Let’s talk about TCO, or rather, the total cost of ownership. It’s perhaps one of the best kept secrets of electric car ownership that the savings really stack up when you look at all of the costs involved.
I’ve experienced it myself, especially in terms of running costs. I worked out that across two years of having my own electric car, and doing most of my charging off-peak at home overnight, I saved £1,600 because I wasn’t having to fill up with diesel. That’s enough to cover at least three staycations for me and the children.
And it’s not just my own experience that supports the fact that electric cars, despite the often higher upfront cost, can be better value than their petrol or diesel counterparts. This is backed up by the latest edition of the ‘Electric Car Cost Index’. The analysis, done in partnership with consultant battery electrochemist Dr Euan McTurk of Plug Life Consulting, examined the purchase (outright ownership), financing (lease and PCP) and running costs (fuel/charging, maintenance, insurance, tax) for 13 popular electric car models and their petrol or diesel equivalents, to demonstrate the true cost of being an electric car driver for people considering making the switch.
Key findings are that drivers who buy an electric car outright will save on average £3,862 over a seven year ownership period, while seven of the 13 cars analysed provide savings over a four year lease. The cost to “fuel” an electric car for 8,000 miles a year is 61% cheaper, with petrol and diesel drivers paying £732 a year more on fuel to do the same distance. Furthermore, lower maintenance and insurance costs also drive down annual running costs for electric car owners, which are on average 47% cheaper than petrol and diesel cars.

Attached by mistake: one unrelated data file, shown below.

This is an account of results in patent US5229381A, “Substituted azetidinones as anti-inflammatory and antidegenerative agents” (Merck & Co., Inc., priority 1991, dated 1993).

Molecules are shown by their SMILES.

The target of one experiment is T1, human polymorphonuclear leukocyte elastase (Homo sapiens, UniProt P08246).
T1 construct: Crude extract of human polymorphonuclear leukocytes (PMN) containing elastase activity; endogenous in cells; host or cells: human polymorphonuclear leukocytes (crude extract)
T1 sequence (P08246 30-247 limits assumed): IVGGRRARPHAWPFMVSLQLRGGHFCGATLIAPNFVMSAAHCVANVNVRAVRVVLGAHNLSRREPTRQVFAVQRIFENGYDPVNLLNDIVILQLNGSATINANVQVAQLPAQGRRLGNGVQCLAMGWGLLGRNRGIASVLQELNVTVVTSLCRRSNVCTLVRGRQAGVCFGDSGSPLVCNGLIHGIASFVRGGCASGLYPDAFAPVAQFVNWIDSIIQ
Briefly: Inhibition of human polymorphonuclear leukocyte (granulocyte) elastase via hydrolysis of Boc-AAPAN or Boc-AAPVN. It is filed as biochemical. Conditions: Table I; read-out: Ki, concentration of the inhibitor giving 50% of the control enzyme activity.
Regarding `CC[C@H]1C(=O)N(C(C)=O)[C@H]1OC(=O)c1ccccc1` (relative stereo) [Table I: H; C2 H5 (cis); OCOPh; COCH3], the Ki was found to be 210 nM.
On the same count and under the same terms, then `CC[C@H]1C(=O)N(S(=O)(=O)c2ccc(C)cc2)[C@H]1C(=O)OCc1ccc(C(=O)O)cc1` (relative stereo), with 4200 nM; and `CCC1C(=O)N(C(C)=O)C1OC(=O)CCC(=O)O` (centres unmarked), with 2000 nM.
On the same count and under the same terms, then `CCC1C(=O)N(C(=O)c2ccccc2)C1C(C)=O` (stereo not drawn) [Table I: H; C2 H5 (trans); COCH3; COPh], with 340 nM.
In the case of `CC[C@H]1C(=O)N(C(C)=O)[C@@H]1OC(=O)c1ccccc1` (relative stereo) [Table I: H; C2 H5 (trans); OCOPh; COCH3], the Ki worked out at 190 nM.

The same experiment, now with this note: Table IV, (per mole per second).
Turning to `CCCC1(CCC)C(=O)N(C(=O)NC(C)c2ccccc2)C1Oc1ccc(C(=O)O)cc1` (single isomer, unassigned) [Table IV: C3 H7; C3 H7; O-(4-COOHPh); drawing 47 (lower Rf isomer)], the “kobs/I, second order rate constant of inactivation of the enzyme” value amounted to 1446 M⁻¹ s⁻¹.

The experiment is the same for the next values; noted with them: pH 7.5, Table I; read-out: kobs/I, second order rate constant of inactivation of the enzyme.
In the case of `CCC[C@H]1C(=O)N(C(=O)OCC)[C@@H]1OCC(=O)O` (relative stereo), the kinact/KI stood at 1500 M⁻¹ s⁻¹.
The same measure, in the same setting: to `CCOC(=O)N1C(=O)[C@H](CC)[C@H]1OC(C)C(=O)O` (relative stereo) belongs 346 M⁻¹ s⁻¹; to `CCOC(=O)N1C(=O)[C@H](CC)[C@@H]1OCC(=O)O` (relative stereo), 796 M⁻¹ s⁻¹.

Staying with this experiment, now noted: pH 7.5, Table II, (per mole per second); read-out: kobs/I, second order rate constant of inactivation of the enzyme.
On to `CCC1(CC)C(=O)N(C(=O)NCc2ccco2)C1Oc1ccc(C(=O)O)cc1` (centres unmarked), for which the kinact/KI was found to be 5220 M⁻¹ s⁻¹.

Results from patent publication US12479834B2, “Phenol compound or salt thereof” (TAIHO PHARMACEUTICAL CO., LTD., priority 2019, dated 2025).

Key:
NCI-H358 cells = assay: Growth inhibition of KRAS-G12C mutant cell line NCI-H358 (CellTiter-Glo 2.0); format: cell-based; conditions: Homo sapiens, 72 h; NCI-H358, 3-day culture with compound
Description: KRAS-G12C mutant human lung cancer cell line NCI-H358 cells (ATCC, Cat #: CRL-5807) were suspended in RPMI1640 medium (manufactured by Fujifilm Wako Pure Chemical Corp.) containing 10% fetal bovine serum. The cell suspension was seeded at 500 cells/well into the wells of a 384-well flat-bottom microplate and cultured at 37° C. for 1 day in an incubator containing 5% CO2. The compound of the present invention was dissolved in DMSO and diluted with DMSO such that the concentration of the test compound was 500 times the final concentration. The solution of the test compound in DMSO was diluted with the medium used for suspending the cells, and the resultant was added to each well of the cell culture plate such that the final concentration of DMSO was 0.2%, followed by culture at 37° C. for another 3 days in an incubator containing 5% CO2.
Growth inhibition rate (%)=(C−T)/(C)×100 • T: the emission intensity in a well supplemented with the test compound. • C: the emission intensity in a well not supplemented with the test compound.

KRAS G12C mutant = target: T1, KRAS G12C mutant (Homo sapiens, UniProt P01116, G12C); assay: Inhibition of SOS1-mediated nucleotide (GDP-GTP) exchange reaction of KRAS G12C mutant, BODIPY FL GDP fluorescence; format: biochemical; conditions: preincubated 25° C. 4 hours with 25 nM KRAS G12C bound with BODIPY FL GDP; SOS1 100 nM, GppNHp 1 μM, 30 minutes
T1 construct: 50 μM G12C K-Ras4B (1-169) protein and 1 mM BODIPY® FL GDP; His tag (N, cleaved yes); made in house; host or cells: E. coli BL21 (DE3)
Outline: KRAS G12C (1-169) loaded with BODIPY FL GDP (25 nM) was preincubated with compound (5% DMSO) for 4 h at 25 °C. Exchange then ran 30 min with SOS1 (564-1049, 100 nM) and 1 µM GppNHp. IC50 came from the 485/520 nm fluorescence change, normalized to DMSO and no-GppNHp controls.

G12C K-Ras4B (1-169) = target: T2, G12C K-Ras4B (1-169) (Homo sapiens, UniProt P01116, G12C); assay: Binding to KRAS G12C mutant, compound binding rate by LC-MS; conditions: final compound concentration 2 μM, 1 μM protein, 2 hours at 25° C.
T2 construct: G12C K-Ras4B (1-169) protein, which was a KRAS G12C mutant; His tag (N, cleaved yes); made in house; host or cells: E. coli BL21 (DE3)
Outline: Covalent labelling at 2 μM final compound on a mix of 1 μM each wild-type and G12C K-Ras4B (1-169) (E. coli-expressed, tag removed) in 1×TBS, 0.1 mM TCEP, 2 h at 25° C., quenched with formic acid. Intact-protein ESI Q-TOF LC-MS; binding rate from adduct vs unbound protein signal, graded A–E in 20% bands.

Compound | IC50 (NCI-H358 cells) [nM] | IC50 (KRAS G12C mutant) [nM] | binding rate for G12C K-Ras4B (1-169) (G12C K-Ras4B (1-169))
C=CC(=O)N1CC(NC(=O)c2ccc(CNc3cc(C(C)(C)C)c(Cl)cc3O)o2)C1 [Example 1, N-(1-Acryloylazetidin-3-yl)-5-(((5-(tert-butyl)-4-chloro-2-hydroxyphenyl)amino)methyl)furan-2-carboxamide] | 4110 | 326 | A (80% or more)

The Nissan LEAF, MG5 Long Range Excite and the Mini Electric Level 1 are three of the best value electric cars for drivers considering going green. These cars work out cheaper whether bought outright, leased or via PCP. All 13 cars are cheaper than the equivalent petrol or diesel model based on buying the car upfront and keeping it for seven years, while seven of the 13 are cheaper across a four-year lease term and four are cheaper on a three-year PCP agreement.
The savings on electric cars are heavily driven by lower average annual running costs - £1,147.21 compared with £2,201.58 for a petrol or diesel car.
So, despite the upfront sticker price of an electric car being higher than the equivalent petrol or diesel car, it pays to look at all the costs involved. Even with escalating fuel and energy costs, if people can afford to make the switch to an electric car, either new or second hand, then charging up with energy at home rather than filling up at a petrol station is far cheaper – and better for the environment and our local air quality.
Article written by Gill Nowell, Head of EV at LV= General Insurance.
All outright purchase, lease and PCP costs are correct as of February 2022. Purchase price of vehicles includes VAT. All running costs are averaged across a seven-year period (the assumed length of ownership) and are correct as of March 2022.